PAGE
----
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OMICS. 2017 May;21(5):295-303. doi: 10.1089/omi.2017.0009.

Next-Generation Sequencing Reveals Novel Mutations in X-linked Intellectual Disability.

Author information

1 Institute of Bioinformatics , International Technology Park, Bangalore, India .
2 Centre for Bioinformatics, Pondicherry University , Puducherry, India .
3 Molecular Biology Department, Genentech, Inc. , South San Francisco, California.
4 Department of Child and Adolescent Psychiatry, NIMHANS , Bangalore, India .
5 Department of Bioinformatics and Computational Biology, Genentech, Inc. , South San Francisco, California.
6 Department of Structural Biology, Genentech, Inc. , South San Francisco, California.
7 MedGenome , Bangalore, India .
8 Centre for Human Genetics , Biotech Park, Bangalore, India .
9 YU-IOB Center for Systems Biology and Molecular Medicine, Yenepoya University , Mangalore, India .
10 NIMHANS-IOB Proteomics and Bioinformatics Laboratory, Neurobiology Research Centre, National Institute of Mental Health and Neurosciences , Bangalore, India .
11 McKusick-Nathans Institute of Genetic Medicine, Johns Hopkins University School of Medicine , Baltimore, Maryland.
12 Department of Biological Chemistry, Johns Hopkins University School of Medicine , Baltimore, Maryland.
13 Department of Pathology, Johns Hopkins University School of Medicine , Baltimore, Maryland.


Robust diagnostics for many human genetic disorders are much needed in the pursuit of global personalized medicine. Next-generation sequencing now offers new promise for biomarker and diagnostic discovery, in developed as well as resource-limited countries. In this broader global health context, X-linked intellectual disability (XLID) is an inherited genetic disorder that is associated with a range of phenotypes impacting societies in both developed and developing countries. Although intellectual disability arises due to diverse causes, a substantial proportion is caused by genomic alterations. Studies have identified causal XLID genomic alterations in more than 100 protein-coding genes located on the X-chromosome. However, the causes for a substantial number of intellectual disability and associated phenotypes still remain unknown. Identification of causative genes and novel mutations will help in early diagnosis as well as genetic counseling of families. Advent of next-generation sequencing methods has accelerated the discovery of new genes involved in mental health disorders. In this study, we analyzed the exomes of three families from India with nonsyndromic XLID comprising seven affected individuals. The affected individuals had varying degrees of intellectual disability, microcephaly, and delayed motor and language milestones. We identified potential causal variants in three XLID genes, including PAK3 (V294M), CASK (complex structural variant), and MECP2 (P354T). Our findings reported in this study extend the spectrum of mutations and phenotypes associated with XLID, and calls for further studies of intellectual disability and mental health disorders with use of next-generation sequencing technologies.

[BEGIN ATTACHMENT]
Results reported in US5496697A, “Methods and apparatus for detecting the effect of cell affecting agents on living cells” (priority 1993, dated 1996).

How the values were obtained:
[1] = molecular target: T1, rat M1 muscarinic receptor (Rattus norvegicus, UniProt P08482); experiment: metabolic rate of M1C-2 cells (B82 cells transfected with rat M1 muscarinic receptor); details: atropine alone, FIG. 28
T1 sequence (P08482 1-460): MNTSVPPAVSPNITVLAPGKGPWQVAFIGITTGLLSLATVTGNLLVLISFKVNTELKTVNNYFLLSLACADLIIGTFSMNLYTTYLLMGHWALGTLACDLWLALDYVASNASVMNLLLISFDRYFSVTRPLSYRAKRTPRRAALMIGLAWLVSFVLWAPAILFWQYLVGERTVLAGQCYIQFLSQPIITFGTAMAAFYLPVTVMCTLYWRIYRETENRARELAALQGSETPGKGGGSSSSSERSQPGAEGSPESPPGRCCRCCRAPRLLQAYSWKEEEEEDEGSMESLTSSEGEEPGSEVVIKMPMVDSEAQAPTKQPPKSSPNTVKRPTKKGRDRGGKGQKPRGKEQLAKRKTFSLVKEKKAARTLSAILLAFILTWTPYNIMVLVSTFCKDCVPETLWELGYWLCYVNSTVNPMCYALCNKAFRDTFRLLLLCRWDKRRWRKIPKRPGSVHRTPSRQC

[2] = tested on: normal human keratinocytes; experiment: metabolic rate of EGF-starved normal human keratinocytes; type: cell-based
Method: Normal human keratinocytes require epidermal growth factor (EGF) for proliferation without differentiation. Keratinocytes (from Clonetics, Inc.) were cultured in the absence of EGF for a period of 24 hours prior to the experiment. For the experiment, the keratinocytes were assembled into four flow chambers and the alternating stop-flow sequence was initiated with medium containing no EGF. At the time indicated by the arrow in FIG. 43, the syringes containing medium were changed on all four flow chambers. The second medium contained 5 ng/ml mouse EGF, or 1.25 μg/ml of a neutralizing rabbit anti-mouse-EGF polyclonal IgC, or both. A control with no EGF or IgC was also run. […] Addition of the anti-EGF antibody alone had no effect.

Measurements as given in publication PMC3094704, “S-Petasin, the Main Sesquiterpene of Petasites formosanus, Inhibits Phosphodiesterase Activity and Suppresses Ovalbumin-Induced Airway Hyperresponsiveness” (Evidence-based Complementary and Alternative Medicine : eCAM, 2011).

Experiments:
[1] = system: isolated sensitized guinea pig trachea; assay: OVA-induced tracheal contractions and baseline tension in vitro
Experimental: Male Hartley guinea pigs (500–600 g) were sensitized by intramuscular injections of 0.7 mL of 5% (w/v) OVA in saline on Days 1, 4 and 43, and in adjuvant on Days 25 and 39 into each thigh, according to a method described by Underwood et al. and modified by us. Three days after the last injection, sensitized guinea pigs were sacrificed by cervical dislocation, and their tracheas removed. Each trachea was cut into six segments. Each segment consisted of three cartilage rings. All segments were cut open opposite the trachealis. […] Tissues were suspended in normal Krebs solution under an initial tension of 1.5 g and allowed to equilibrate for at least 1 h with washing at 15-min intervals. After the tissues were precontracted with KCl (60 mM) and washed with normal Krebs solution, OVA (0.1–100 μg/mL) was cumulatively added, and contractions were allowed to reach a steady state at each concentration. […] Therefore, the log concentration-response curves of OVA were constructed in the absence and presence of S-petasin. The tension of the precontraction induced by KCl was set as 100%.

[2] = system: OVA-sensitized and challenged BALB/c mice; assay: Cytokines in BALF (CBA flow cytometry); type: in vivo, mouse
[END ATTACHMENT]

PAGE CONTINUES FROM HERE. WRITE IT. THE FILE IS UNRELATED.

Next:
diagnostic medicine; genotype–phenotype association; mental retardation; neurodevelopmental disorders; next-generation sequencing

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